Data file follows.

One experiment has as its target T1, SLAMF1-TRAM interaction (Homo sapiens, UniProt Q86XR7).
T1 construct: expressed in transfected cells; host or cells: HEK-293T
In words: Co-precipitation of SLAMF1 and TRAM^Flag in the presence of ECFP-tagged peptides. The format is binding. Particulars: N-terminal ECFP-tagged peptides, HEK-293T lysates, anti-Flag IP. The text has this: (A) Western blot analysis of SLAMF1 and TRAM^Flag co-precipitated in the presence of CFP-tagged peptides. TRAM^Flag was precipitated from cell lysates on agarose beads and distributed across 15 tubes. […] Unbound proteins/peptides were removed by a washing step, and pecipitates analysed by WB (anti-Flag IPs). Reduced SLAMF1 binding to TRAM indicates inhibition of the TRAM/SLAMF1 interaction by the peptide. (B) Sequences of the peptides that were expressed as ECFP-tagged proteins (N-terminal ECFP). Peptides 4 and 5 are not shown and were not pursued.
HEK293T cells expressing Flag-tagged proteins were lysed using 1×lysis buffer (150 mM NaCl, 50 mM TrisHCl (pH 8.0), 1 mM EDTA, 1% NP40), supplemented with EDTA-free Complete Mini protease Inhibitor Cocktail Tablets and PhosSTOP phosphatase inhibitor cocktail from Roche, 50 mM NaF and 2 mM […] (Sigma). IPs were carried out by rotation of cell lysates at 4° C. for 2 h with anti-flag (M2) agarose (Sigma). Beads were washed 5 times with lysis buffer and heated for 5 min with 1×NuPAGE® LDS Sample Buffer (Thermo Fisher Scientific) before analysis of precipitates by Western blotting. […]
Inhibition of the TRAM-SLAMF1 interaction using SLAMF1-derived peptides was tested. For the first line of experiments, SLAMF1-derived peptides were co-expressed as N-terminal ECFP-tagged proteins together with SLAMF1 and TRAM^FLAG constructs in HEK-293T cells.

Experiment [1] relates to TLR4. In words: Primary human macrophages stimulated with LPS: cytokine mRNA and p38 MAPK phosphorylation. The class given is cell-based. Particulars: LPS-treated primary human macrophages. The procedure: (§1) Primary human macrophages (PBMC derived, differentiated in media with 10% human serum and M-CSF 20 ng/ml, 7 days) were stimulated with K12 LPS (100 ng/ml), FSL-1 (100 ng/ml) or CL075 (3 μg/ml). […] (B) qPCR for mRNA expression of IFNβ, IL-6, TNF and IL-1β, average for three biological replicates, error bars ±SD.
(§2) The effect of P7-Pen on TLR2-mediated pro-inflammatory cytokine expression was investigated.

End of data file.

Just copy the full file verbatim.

One experiment has as its target T1, SLAMF1-TRAM interaction (Homo sapiens, UniProt Q86XR7).
T1 construct: expressed in transfected cells; host or cells: HEK-293T
In words: Co-precipitation of SLAMF1 and TRAM^Flag in the presence of ECFP-tagged peptides. The format is binding. Particulars: N-terminal ECFP-tagged peptides, HEK-293T lysates, anti-Flag IP. The text has this: (A) Western blot analysis of SLAMF1 and TRAM^Flag co-precipitated in the presence of CFP-tagged peptides. TRAM^Flag was precipitated from cell lysates on agarose beads and distributed across 15 tubes. […] Unbound proteins/peptides were removed by a washing step, and pecipitates analysed by WB (anti-Flag IPs). Reduced SLAMF1 binding to TRAM indicates inhibition of the TRAM/SLAMF1 interaction by the peptide. (B) Sequences of the peptides that were expressed as ECFP-tagged proteins (N-terminal ECFP). Peptides 4 and 5 are not shown and were not pursued.
HEK293T cells expressing Flag-tagged proteins were lysed using 1×lysis buffer (150 mM NaCl, 50 mM TrisHCl (pH 8.0), 1 mM EDTA, 1% NP40), supplemented with EDTA-free Complete Mini protease Inhibitor Cocktail Tablets and PhosSTOP phosphatase inhibitor cocktail from Roche, 50 mM NaF and 2 mM […] (Sigma). IPs were carried out by rotation of cell lysates at 4° C. for 2 h with anti-flag (M2) agarose (Sigma). Beads were washed 5 times with lysis buffer and heated for 5 min with 1×NuPAGE® LDS Sample Buffer (Thermo Fisher Scientific) before analysis of precipitates by Western blotting. […]
Inhibition of the TRAM-SLAMF1 interaction using SLAMF1-derived peptides was tested. For the first line of experiments, SLAMF1-derived peptides were co-expressed as N-terminal ECFP-tagged proteins together with SLAMF1 and TRAM^FLAG constructs in HEK-293T cells.

Experiment [1] relates to TLR4. In words: Primary human macrophages stimulated with LPS: cytokine mRNA and p38 MAPK phosphorylation. The class given is cell-based. Particulars: LPS-treated primary human macrophages. The procedure: (§1) Primary human macrophages (PBMC derived, differentiated in media with 10% human serum and M-CSF 20 ng/ml, 7 days) were stimulated with K12 LPS (100 ng/ml), FSL-1 (100 ng/ml) or CL075 (3 μg/ml). […] (B) qPCR for mRNA expression of IFNβ, IL-6, TNF and IL-1β, average for three biological replicates, error bars ±SD.
(§2) The effect of P7-Pen on TLR2-mediated pro-inflammatory cytokine expression was investigated.